RewriteRule ^(.+) /wordpress/$1

  7. Alfred Armstrong

    Kathleen, I bet the problem’s in wp-config.php, which didn’t show up due to its content being filtered out. You’d need to run it through a converter to turn it safely into HTML entities (as I did with the code I posted). It’d be quicker if you simply emailed me the files, to alfred (at) likemind (dot) co (dot) uk.

  8. Joe

    This is a great bit of code, great explanation and it works like a charm. Thanks!

  9. Awk

    I have istalled wordpress twice to 2 of its own folders (for 2 seperate blogs)in public html folder, the 1st blog worked well with permalink code being edited in the htaccess file fine, now I have added my second install for my second blog I can’t get pretty permalinks to work etc. My htacces file resides at root of my public html foder but outside both of my blog installs. Like I said all works fine on the first blog, but not on the 2nd once its installed. Is there some code I need to put in the htaccess file or similar please.


  10. Jules

    Awesome, Alfred! Thanks a lot for sharing this!

    Here’s a question, though: how would I include the_excerpt of my second blog into the sidebar of the first one? I mean – sure this is possible with a few lines of proper php, but I was wondering if there is a way to use the comfy WordPress shortcuts. The way I see it, I would have to tell the_excerpt where to look in this special case without screwing up search results or archives overwiews in the first blog… Tricky? Or doable? I have no clue where to start. 🙂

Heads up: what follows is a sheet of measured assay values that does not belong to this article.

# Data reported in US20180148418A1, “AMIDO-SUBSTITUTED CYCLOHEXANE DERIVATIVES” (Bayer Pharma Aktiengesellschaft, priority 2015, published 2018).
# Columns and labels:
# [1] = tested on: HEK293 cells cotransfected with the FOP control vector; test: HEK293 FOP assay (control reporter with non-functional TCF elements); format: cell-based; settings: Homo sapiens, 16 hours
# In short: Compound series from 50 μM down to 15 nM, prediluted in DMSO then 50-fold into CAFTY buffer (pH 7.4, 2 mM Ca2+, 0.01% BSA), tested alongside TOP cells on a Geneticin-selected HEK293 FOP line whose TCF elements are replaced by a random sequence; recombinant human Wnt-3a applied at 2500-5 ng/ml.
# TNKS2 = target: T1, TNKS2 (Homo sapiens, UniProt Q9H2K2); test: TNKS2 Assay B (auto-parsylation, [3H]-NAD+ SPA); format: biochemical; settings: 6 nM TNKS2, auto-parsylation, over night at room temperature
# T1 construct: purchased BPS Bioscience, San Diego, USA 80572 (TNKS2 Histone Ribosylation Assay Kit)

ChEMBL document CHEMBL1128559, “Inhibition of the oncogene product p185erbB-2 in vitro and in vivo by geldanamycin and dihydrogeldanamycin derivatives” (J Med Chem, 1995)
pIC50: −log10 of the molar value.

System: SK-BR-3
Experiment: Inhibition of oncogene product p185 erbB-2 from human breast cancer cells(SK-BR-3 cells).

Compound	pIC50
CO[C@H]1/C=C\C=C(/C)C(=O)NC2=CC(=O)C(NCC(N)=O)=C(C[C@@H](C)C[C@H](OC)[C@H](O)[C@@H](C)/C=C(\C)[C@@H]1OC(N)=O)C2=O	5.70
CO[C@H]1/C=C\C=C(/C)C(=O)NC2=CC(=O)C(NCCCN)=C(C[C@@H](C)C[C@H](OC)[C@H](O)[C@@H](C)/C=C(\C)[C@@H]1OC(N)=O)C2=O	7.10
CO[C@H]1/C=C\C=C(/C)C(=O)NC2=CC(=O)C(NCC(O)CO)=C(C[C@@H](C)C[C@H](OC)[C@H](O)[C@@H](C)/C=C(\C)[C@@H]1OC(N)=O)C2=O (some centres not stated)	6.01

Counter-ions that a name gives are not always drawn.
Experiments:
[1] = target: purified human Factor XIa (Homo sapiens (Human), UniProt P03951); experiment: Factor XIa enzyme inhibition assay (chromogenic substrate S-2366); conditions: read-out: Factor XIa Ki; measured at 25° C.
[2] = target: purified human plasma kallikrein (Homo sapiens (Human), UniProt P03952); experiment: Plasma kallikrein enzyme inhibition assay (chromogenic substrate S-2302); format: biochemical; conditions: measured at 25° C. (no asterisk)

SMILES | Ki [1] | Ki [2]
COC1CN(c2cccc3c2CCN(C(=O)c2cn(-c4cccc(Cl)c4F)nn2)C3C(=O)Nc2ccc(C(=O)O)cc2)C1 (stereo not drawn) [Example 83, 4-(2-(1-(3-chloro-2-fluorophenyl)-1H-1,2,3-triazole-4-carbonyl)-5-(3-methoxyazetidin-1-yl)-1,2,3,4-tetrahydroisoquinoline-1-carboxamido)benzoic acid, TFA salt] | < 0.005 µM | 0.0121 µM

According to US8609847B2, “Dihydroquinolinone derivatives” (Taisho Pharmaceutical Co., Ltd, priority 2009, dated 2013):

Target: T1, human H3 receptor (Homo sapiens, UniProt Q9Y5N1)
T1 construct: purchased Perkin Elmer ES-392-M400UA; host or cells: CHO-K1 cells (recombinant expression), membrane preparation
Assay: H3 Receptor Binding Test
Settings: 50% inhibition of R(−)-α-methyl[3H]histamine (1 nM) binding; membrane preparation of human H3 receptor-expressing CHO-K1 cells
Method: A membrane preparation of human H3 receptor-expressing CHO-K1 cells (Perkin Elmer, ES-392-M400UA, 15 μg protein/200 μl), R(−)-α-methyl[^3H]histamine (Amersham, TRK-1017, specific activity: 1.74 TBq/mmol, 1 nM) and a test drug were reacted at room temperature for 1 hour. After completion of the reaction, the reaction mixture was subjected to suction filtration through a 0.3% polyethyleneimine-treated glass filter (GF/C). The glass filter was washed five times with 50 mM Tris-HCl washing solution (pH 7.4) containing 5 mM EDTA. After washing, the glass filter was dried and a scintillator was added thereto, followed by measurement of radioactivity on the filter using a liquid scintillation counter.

Thanks again!


  11. Alfred Armstrong

    Jules, thanks for your comment. I don’t use this approach any more, preferring to use categories to separate the different blogs. This blog, my portfolio and the articles section of this site are all really a single blog with three categories of content.

    I find this to be a much more flexible solution.

  12. Natalie

    Jules, I’m not sure if I understand exactly what you’re wanting to do, but in WordPress, I’ve put an RSS widget into my side bar, and filled it in with the feed URL from another site of mine. This way, every time I update Site A blog, it shows up in the side bar of Site B. I’m not sure if it will allow for partial view, but hope this helps.

  13. Chad

    I was trying to make my main blog page look different then a category blog page and with different content. Virtually I wanted two blogs on one wordpress site. This plugin helped me get the job done. I would recommend three plugins that helped me to get the job done: Advanced Category Excluder, Widget Logic, and Redirection. It was a matter of being able to exclude certain posts from our main blog page (Advanced Category Excluder) then being able to exclude sidebar menu widgets from certain categories (Widget Logic). The Redirection plugin allowed to direct the blogs category link that is part of our theme back to the main blog page.

    I hope these plugins will help someone else out. If you are curious about what it looks like then check out (this is a category page) and (this is our main blog page).

  14. AfroeuroBoy

    Though this post is old. It was really helpful in helping me find a solution on how to have to blogs on one WordPress installation. Thanks a lot!!!